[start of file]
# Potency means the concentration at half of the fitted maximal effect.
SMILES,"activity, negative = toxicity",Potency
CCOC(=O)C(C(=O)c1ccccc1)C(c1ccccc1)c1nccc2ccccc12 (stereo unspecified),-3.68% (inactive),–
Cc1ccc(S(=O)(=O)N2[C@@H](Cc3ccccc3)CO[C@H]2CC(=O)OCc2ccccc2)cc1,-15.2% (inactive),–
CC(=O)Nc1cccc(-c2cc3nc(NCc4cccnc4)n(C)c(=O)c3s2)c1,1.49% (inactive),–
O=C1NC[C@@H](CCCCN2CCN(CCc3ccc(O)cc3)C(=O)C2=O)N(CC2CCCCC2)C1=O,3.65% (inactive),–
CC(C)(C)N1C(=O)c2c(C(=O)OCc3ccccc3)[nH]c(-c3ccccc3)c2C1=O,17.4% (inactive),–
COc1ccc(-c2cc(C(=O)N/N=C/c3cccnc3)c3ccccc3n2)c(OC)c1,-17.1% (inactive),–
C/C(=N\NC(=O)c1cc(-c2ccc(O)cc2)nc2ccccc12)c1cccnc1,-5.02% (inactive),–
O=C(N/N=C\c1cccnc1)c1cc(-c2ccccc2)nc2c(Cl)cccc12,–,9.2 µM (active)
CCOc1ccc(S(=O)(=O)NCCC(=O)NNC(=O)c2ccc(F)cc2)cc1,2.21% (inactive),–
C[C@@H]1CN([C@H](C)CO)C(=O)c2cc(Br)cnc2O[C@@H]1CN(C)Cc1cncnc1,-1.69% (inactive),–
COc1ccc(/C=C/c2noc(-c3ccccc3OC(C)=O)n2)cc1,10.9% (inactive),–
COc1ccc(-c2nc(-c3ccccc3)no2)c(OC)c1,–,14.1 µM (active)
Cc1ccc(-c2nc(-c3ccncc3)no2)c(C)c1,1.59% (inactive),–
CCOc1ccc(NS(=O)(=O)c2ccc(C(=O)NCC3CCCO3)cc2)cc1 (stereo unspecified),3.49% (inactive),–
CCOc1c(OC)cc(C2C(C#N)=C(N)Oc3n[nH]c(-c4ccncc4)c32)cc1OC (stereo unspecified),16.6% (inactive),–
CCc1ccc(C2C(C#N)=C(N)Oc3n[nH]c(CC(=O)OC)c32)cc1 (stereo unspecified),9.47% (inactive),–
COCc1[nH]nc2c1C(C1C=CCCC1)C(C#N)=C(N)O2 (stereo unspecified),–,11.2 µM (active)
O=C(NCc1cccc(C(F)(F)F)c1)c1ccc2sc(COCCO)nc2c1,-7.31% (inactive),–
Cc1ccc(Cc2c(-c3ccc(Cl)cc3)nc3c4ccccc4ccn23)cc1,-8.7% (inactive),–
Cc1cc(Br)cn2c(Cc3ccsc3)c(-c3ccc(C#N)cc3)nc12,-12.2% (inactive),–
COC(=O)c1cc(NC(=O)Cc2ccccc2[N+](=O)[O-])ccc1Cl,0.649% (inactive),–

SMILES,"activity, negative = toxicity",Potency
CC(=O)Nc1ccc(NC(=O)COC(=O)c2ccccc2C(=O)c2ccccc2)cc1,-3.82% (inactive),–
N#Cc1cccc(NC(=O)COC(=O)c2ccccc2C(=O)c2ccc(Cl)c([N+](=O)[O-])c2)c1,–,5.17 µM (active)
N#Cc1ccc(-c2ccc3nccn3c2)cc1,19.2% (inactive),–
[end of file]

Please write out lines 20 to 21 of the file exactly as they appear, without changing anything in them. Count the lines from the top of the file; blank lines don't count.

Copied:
O=C(NCc1cccc(C(F)(F)F)c1)c1ccc2sc(COCCO)nc2c1,-7.31% (inactive),–
Cc1ccc(Cc2c(-c3ccc(Cl)cc3)nc3c4ccccc4ccn23)cc1,-8.7% (inactive),–